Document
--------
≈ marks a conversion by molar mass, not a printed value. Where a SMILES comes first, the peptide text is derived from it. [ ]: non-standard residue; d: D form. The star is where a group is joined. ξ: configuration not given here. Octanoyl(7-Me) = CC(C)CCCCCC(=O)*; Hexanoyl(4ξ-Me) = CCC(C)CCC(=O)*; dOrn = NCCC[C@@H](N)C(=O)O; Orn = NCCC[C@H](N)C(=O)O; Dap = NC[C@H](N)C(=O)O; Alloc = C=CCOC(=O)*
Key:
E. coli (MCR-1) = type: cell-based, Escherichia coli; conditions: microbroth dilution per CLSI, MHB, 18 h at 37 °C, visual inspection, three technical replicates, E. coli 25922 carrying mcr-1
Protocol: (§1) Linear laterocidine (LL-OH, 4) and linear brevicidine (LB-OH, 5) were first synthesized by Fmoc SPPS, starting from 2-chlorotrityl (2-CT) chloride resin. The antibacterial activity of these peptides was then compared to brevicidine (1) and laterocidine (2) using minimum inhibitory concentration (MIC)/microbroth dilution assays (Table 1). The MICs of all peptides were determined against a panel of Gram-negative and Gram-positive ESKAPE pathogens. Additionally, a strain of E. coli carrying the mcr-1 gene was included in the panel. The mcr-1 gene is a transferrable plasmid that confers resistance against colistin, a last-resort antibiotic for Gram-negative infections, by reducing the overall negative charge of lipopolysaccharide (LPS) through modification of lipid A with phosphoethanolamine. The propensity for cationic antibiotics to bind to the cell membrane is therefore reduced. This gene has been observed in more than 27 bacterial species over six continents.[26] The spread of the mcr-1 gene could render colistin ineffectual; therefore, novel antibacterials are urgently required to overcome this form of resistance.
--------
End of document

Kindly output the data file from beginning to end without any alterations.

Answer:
≈ marks a conversion by molar mass, not a printed value. Where a SMILES comes first, the peptide text is derived from it. [ ]: non-standard residue; d: D form. The star is where a group is joined. ξ: configuration not given here. Octanoyl(7-Me) = CC(C)CCCCCC(=O)*; Hexanoyl(4ξ-Me) = CCC(C)CCC(=O)*; dOrn = NCCC[C@@H](N)C(=O)O; Orn = NCCC[C@H](N)C(=O)O; Dap = NC[C@H](N)C(=O)O; Alloc = C=CCOC(=O)*
Key:
E. coli (MCR-1) = type: cell-based, Escherichia coli; conditions: microbroth dilution per CLSI, MHB, 18 h at 37 °C, visual inspection, three technical replicates, E. coli 25922 carrying mcr-1
Protocol: (§1) Linear laterocidine (LL-OH, 4) and linear brevicidine (LB-OH, 5) were first synthesized by Fmoc SPPS, starting from 2-chlorotrityl (2-CT) chloride resin. The antibacterial activity of these peptides was then compared to brevicidine (1) and laterocidine (2) using minimum inhibitory concentration (MIC)/microbroth dilution assays (Table 1). The MICs of all peptides were determined against a panel of Gram-negative and Gram-positive ESKAPE pathogens. Additionally, a strain of E. coli carrying the mcr-1 gene was included in the panel. The mcr-1 gene is a transferrable plasmid that confers resistance against colistin, a last-resort antibiotic for Gram-negative infections, by reducing the overall negative charge of lipopolysaccharide (LPS) through modification of lipid A with phosphoethanolamine. The propensity for cationic antibiotics to bind to the cell membrane is therefore reduced. This gene has been observed in more than 27 bacterial species over six continents.[26] The spread of the mcr-1 gene could render colistin ineffectual; therefore, novel antibacterials are urgently required to overcome this form of resistance.